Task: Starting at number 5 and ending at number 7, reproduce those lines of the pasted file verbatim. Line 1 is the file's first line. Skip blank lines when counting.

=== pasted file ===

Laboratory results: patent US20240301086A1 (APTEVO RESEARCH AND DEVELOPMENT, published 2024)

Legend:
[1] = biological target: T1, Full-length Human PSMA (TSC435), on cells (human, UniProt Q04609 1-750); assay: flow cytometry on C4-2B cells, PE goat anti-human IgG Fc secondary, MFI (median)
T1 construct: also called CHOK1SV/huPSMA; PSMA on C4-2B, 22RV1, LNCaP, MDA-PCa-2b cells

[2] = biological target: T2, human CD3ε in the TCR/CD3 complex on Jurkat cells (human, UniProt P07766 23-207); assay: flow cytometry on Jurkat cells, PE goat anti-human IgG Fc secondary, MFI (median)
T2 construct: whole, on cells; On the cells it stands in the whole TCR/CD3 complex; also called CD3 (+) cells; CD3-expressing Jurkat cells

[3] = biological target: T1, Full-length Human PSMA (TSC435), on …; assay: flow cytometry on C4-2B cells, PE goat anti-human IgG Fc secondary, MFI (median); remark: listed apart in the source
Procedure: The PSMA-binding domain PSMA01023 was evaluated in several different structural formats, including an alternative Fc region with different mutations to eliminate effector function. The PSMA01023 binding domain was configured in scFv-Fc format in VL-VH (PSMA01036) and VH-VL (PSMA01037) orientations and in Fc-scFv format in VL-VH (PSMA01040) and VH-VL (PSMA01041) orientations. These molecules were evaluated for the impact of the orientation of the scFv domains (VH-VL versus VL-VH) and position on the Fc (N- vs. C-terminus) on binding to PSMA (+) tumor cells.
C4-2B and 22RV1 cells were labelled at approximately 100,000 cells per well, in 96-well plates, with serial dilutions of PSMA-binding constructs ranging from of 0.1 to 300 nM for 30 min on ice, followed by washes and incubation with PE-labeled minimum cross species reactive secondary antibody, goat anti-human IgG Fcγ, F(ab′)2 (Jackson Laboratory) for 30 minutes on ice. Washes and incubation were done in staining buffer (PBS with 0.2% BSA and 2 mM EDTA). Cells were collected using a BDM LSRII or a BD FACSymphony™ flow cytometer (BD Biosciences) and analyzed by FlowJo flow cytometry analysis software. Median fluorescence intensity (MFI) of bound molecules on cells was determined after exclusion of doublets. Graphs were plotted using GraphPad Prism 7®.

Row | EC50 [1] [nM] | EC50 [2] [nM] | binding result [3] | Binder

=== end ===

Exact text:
[2] = biological target: T2, human CD3ε in the TCR/CD3 complex on Jurkat cells (human, UniProt P07766 23-207); assay: flow cytometry on Jurkat cells, PE goat anti-human IgG Fc secondary, MFI (median)
T2 construct: whole, on cells; On the cells it stands in the whole TCR/CD3 complex; also called CD3 (+) cells; CD3-expressing Jurkat cells

[3] = biological target: T1, Full-length Human PSMA (TSC435), on …; assay: flow cytometry on C4-2B cells, PE goat anti-human IgG Fc secondary, MFI (median); remark: listed apart in the source